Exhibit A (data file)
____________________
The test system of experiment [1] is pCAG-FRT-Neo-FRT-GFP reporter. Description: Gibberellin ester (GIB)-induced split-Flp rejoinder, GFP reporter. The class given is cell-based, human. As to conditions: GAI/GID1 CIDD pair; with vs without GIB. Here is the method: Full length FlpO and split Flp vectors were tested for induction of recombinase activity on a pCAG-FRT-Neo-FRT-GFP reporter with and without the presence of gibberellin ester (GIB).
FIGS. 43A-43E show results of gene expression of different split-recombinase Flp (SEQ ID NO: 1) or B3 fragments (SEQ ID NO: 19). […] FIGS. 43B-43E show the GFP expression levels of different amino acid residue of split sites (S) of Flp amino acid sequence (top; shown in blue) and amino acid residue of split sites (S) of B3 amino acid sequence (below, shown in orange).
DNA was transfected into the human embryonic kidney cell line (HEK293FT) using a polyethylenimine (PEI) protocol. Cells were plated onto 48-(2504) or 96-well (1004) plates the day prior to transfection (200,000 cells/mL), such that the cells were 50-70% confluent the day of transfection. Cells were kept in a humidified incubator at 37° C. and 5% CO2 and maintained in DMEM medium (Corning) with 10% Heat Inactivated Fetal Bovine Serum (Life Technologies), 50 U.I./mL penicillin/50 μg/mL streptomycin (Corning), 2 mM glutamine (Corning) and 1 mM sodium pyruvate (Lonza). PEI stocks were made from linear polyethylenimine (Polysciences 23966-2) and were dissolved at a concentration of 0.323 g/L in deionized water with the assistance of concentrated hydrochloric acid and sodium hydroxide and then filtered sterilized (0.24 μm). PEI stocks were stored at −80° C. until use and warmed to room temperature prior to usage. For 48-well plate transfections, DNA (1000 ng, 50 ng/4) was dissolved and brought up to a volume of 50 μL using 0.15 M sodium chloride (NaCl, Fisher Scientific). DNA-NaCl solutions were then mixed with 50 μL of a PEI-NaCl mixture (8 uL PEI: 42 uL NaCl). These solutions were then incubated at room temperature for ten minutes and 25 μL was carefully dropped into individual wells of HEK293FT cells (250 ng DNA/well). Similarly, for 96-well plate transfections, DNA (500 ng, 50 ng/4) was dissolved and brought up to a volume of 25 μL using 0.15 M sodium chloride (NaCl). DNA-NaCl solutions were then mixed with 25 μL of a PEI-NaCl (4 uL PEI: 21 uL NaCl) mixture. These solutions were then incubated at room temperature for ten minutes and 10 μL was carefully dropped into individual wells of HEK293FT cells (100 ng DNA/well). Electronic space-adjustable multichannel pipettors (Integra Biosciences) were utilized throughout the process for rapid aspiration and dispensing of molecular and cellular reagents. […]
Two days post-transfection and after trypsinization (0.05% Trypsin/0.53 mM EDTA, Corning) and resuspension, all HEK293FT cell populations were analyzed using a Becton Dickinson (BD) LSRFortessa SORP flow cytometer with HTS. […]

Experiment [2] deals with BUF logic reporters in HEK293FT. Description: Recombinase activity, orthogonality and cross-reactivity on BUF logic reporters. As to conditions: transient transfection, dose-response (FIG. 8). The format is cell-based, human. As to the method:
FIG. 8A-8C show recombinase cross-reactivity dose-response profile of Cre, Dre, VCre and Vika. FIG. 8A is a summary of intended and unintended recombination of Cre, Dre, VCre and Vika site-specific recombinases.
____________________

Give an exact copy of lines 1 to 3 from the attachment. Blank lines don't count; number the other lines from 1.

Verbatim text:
The test system of experiment [1] is pCAG-FRT-Neo-FRT-GFP reporter. Description: Gibberellin ester (GIB)-induced split-Flp rejoinder, GFP reporter. The class given is cell-based, human. As to conditions: GAI/GID1 CIDD pair; with vs without GIB. Here is the method: Full length FlpO and split Flp vectors were tested for induction of recombinase activity on a pCAG-FRT-Neo-FRT-GFP reporter with and without the presence of gibberellin ester (GIB).
FIGS. 43A-43E show results of gene expression of different split-recombinase Flp (SEQ ID NO: 1) or B3 fragments (SEQ ID NO: 19). […] FIGS. 43B-43E show the GFP expression levels of different amino acid residue of split sites (S) of Flp amino acid sequence (top; shown in blue) and amino acid residue of split sites (S) of B3 amino acid sequence (below, shown in orange).
DNA was transfected into the human embryonic kidney cell line (HEK293FT) using a polyethylenimine (PEI) protocol. Cells were plated onto 48-(2504) or 96-well (1004) plates the day prior to transfection (200,000 cells/mL), such that the cells were 50-70% confluent the day of transfection. Cells were kept in a humidified incubator at 37° C. and 5% CO2 and maintained in DMEM medium (Corning) with 10% Heat Inactivated Fetal Bovine Serum (Life Technologies), 50 U.I./mL penicillin/50 μg/mL streptomycin (Corning), 2 mM glutamine (Corning) and 1 mM sodium pyruvate (Lonza). PEI stocks were made from linear polyethylenimine (Polysciences 23966-2) and were dissolved at a concentration of 0.323 g/L in deionized water with the assistance of concentrated hydrochloric acid and sodium hydroxide and then filtered sterilized (0.24 μm). PEI stocks were stored at −80° C. until use and warmed to room temperature prior to usage. For 48-well plate transfections, DNA (1000 ng, 50 ng/4) was dissolved and brought up to a volume of 50 μL using 0.15 M sodium chloride (NaCl, Fisher Scientific). DNA-NaCl solutions were then mixed with 50 μL of a PEI-NaCl mixture (8 uL PEI: 42 uL NaCl). These solutions were then incubated at room temperature for ten minutes and 25 μL was carefully dropped into individual wells of HEK293FT cells (250 ng DNA/well). Similarly, for 96-well plate transfections, DNA (500 ng, 50 ng/4) was dissolved and brought up to a volume of 25 μL using 0.15 M sodium chloride (NaCl). DNA-NaCl solutions were then mixed with 25 μL of a PEI-NaCl (4 uL PEI: 21 uL NaCl) mixture. These solutions were then incubated at room temperature for ten minutes and 10 μL was carefully dropped into individual wells of HEK293FT cells (100 ng DNA/well). Electronic space-adjustable multichannel pipettors (Integra Biosciences) were utilized throughout the process for rapid aspiration and dispensing of molecular and cellular reagents. […]